- However, not all collisions lead to products. In fact, only a small fraction of collisions lead to product.
- In order for reaction to occur the reactant molecules must collide in the correct orientation and with enough energy to form products.
- These are called effective collisions.

Orientation Factor in Effective Collisions

- The orientation of a molecule during collisions is critical in whether a rxn takes place.
- Consider the reaction between Cl and NOCl:
- Cl + NOCl→NO + Cl2
- If the Cl collides with the Cl of NOCl then the products are Cl2 and NO.
- If the Cl collided with the O of NOCl then no products are formed.

- Arrhenius: molecules must possess a minimum amount of energy to react. Why?
- In order to form products, bonds must be broken in the reactants.
- Breaking bonds always requires energy.
- Activation energy, Ea, is the minimum energy required to initiate a chemical reaction.
- It is also called the Energy of Activation.

- Consider the rearrangement of methyl isonitrile to form acetonitrile:
- In H3C-N≡C, the C-N≡C bond bends until the C-N bond breaks and the N≡C portion is perpendicular to the H3C portion. This structure is called the activated complex or transition state.
- The energy required for the above twist and break is the activation energy, Ea.
- Once the C-N bond is broken, the N≡C portion can continue to rotate forming a C-C≡N bond.

- The change in energy for the reaction is the difference in energy between CH3NC and CH3CN.
- The activation energy is the difference in energy between reactants, CH3NC and transition state.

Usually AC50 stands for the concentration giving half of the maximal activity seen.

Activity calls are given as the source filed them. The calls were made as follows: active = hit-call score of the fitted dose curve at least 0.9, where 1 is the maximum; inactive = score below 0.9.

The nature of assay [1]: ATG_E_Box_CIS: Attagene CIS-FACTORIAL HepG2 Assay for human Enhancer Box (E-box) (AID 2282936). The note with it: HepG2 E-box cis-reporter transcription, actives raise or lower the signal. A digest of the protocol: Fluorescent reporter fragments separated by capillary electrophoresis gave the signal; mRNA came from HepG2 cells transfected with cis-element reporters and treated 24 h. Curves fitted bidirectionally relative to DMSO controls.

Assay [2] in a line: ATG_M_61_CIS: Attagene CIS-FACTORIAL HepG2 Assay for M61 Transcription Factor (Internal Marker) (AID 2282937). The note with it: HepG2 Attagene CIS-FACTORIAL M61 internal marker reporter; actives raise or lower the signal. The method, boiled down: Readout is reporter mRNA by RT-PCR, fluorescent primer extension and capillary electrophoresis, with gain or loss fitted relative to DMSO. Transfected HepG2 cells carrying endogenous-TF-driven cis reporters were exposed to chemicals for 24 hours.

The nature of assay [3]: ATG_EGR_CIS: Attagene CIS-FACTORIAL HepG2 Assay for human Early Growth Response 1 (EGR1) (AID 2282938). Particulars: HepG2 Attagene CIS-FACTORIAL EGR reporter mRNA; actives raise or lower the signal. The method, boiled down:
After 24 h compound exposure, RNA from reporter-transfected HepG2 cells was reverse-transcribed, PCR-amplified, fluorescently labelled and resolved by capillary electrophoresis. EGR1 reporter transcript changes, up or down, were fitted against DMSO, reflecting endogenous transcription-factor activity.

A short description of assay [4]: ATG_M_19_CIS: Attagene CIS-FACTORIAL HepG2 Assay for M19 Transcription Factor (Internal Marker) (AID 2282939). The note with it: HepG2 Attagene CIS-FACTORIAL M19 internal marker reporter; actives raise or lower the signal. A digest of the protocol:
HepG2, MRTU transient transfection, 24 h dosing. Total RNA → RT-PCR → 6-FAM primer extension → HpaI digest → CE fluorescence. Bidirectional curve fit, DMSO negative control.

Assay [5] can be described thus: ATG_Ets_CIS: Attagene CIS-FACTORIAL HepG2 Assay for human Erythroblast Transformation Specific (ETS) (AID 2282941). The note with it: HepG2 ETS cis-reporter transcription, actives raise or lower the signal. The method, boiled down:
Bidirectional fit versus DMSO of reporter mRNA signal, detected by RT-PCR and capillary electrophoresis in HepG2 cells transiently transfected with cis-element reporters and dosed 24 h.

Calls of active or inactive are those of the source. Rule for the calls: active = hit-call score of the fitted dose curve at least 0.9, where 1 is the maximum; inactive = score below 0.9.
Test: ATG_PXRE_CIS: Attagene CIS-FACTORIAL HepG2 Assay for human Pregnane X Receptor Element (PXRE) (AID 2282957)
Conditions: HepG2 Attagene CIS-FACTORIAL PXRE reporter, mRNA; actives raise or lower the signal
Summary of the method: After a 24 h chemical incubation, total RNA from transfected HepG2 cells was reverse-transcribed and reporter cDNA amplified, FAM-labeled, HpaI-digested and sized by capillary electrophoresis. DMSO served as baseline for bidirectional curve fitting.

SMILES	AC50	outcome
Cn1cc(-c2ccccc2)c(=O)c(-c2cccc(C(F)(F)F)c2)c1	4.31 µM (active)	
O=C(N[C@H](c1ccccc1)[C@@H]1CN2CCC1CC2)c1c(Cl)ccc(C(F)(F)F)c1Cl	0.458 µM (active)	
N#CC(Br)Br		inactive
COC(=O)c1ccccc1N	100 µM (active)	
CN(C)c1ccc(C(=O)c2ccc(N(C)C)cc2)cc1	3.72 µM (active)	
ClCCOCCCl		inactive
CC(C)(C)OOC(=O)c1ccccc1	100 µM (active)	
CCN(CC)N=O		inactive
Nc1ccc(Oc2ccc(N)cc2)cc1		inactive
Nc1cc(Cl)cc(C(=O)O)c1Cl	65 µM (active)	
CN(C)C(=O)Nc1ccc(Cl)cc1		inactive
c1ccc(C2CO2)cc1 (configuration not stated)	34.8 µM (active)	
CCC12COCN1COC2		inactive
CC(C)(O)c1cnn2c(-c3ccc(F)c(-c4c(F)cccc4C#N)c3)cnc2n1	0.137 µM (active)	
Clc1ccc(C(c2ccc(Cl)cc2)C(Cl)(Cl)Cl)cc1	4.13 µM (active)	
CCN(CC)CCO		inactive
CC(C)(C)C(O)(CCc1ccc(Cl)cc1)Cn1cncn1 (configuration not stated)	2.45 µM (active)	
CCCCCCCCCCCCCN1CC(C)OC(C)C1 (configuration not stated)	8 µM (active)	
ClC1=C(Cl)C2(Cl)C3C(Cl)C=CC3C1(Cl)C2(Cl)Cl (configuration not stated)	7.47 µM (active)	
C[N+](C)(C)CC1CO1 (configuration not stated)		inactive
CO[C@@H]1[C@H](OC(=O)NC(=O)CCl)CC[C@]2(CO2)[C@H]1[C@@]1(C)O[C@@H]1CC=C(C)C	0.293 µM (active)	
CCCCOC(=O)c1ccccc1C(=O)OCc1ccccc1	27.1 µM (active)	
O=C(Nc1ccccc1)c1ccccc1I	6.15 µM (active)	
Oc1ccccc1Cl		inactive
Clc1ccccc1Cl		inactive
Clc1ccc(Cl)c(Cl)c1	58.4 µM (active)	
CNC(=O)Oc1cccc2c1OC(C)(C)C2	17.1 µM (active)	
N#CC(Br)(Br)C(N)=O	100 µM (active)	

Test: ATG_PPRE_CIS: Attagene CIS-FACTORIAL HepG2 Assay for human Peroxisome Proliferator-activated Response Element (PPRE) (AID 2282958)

- The rate depends on Ea.
- The higher the Ea, the slower the rate!

- Notice that if a forward reaction is exothermic (CH3NC→CH3CN), then the reverse reaction is endothermic (CH3CN→CH3NC).
- What is theΔH and the Ea for the reverse rxn?
- Is Ea revjust -Ea?

- How does the Ea relate to temperature?
- At any particular temperature, the molecules (or atoms) have an average kinetic energy.
- However, somemolecules have less energy while others have more energy than the average value.
- This gives us an energy distribution curve where we plot the fraction of molecules with a given energy.
- We can graph this for different temperatures as well.

- We can see on the graph that some molecules do have enough kinetic energy to react.
- This is called f, the fraction of molecules with an energy ≥ Ea.
- The equation for f is:

- Molecules with an energy ≥ Ea have sufficient energy to react.
- What happens to the kinetic energy as we increase the temperature?
- It increases!
- So, as we increase the temperature, more molecules have an energy ≥ Ea.
- So more molecules react per unit time, and the rate increases.

- Arrhenius discovered that most rxn-rate data obeyed an equation based on 3 factors:
- The number of collisions per unit time.
- The fraction of collisions that occur with the correct orientation.
- f, the fraction of colliding molecules with an energy ≥ Ea.
- From this, he developed the Arrhenius Equation.

- In the above, k is the rate constant: it depends on temperature!
- R is the Ideal Gas Constant, 8.314J/mol•K
- Ea is the Energy of Activation in J
- T is the temperature in Kelvin
- A is the frequency factor

- A is related to the frequency of collisions & the probability that a collision occurs with the correct orientation.
- This is related to the molecular size, mass, and shape.
- Usually the larger or more complicated the shape, the lower A is.
- Important: Both Ea and A are rxn-specific!

- How do we find Ea and A? By experiments!
- You will do this in the lab!
- If we have data from 2 different temperatures, we can find Ea mathematically:

- But we can’t find A with only 2 temperatures.
- If we have data from 3 or more different temperatures, we can find Ea and A graphically.
- According to the Arrhenius Equation:
- If we graph lnk vs. 1/T, we get a straight line with a slope of -Ea/R and a y-intercept of lnA.

- Here’s a typical graph of the Arrhenius Equation.